Australia’s parliament today rejected—for a second time—a climate change bill that would effect a carbon trading program. The world’s biggest coal exporter was proposing to reduce greenhouse gases by 5% to 15% of 2000 levels via a carbon trading system similar to Europe’s within the next decade.

Senators voted 41 to 33 against the bill, bringing down Labor Prime Minister Kevin Rudd’s hopes of taking the legislation to Copenhagen next week. The failure of the bill was widely tagged to a deadlock over setting a price for carbon emissions, which the business community had said would complicate investment decisions.

The rejection provides Rudd with a potential trigger for an early election, a procedure under the Australian constitution to resolve deadlocks before the Senate and the House of Representatives. The house had already approved the carbon trading bill.

The bill’s failure could also allow parliament to design a carbon trading program that reduces emissions, supports new technologies, and protects the competitiveness of Australia’s export sector, said Mitchell Hooke, CEO, Minerals Council of Australia, in a statement. The organization’s head said that the Carbon Pollution Reduction Scheme (CPRS) had failed to meet these three critical criteria, and it would have cost the Australian economy at least A$120 billion to 2020.

“Not a single cent of this tax take was devoted to the development of new low emissions technologies,” he said. “Instead, the scheme would have cost thousands of jobs and billions of dollars of investment in regional and remote Australia, while failing to materially reduce global greenhouse gas levels. Around 90 per cent of Australia’s minerals exports would have paid billions of dollars in carbon costs while their competitors even in Europe and the United States—faced no such costs.”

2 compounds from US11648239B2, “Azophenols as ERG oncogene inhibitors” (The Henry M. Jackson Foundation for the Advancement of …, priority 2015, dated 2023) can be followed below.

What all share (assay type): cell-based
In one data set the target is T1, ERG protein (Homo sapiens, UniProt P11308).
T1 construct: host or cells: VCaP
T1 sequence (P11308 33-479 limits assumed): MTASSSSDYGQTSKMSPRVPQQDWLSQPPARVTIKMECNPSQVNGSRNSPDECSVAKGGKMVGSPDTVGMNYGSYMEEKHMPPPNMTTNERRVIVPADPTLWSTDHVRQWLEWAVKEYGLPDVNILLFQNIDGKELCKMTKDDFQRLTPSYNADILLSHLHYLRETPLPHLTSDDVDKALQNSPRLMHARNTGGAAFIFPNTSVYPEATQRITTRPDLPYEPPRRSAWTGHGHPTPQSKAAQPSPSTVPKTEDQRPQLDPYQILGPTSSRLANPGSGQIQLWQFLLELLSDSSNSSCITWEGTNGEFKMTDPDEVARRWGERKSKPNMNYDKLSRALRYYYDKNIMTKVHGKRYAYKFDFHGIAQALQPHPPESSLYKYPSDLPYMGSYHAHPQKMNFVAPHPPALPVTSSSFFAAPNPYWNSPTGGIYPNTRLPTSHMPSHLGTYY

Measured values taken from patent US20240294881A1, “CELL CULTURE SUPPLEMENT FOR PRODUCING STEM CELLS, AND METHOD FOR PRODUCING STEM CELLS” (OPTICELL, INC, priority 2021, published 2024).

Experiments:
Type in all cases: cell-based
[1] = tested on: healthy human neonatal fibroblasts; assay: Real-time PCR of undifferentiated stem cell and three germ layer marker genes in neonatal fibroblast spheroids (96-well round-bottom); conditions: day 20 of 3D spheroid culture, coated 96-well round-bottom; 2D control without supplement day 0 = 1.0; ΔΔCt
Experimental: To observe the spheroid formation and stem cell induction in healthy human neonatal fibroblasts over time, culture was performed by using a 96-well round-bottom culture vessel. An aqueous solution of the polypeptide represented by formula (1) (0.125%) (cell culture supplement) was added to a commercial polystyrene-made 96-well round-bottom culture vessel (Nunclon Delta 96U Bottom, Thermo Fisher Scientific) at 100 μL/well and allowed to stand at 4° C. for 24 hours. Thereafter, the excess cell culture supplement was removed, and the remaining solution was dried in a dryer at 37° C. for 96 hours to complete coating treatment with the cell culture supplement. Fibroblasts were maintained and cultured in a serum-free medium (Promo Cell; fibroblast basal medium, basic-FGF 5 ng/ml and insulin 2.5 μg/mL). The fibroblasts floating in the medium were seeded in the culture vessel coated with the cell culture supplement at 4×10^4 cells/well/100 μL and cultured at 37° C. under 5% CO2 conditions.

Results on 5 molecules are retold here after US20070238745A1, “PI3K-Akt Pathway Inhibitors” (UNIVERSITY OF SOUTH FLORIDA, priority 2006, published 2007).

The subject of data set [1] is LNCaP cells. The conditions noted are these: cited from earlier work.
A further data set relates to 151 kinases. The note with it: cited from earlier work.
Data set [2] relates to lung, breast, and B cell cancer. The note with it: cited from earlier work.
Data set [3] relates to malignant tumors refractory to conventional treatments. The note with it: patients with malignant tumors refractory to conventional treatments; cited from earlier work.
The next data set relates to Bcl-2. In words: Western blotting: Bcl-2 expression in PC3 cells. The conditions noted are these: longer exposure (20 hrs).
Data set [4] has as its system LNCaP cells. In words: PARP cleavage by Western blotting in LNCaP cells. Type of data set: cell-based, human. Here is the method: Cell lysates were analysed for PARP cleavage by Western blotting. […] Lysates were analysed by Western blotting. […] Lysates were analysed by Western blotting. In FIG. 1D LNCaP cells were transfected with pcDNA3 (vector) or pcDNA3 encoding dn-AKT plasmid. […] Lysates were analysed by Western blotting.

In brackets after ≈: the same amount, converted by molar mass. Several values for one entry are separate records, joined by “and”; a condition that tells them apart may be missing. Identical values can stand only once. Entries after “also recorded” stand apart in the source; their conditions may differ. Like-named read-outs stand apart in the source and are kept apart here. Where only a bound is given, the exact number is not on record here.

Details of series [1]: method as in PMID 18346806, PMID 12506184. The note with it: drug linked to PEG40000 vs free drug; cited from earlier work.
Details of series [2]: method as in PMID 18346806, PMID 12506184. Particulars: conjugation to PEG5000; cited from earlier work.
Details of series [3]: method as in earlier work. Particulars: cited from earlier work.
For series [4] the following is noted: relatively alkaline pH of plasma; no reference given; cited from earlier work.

Hooke had advocated a program that phased auctioning of carbon permits—similar to approaches implemented or proposed around the world, as in the EU, the U.S., and New Zealand.

Power generation accounts for 36.9% of emissions, or 199.5 million metric tons of carbon dioxide emissions in Australia. More than 80% of the country’s electricity comes from coal-fired power stations, Reuters reported.

In a related story, New Zealand last week effected a carbon emissions trading plan. The law will start in July 2010, but industry will only have to meet 50% of its targets with a slow phase-out of assistance after that, reported Radio New Zealand News.

Sources: Reuters, Minerals Council of Australia, Radio New Zealand News